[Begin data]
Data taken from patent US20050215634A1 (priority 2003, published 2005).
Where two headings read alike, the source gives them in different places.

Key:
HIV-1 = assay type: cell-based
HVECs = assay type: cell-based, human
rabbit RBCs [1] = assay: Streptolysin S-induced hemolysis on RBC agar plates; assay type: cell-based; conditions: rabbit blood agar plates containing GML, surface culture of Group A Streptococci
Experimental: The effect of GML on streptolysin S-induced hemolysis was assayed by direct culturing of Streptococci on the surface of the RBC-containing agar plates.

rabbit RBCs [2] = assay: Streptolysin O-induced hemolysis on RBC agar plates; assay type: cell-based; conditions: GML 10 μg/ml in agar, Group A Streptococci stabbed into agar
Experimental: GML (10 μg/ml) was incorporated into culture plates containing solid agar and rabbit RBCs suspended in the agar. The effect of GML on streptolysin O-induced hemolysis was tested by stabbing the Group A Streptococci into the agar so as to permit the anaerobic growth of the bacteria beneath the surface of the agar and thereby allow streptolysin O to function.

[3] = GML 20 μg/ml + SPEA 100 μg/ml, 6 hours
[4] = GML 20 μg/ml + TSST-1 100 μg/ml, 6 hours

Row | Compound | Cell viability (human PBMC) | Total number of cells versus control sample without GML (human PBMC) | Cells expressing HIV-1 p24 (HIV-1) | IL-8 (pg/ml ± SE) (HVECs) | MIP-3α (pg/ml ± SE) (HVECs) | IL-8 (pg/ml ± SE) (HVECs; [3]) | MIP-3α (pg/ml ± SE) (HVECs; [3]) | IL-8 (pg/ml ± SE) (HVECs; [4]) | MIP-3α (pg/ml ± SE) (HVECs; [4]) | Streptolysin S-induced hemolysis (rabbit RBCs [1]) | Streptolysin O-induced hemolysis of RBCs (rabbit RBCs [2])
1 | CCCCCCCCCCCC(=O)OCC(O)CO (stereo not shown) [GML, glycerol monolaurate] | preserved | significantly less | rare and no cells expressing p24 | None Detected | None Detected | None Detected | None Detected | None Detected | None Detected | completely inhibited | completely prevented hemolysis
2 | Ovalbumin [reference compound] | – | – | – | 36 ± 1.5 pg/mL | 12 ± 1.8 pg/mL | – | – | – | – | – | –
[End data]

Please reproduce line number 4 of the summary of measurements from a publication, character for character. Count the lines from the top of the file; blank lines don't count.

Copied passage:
HIV-1 = assay type: cell-based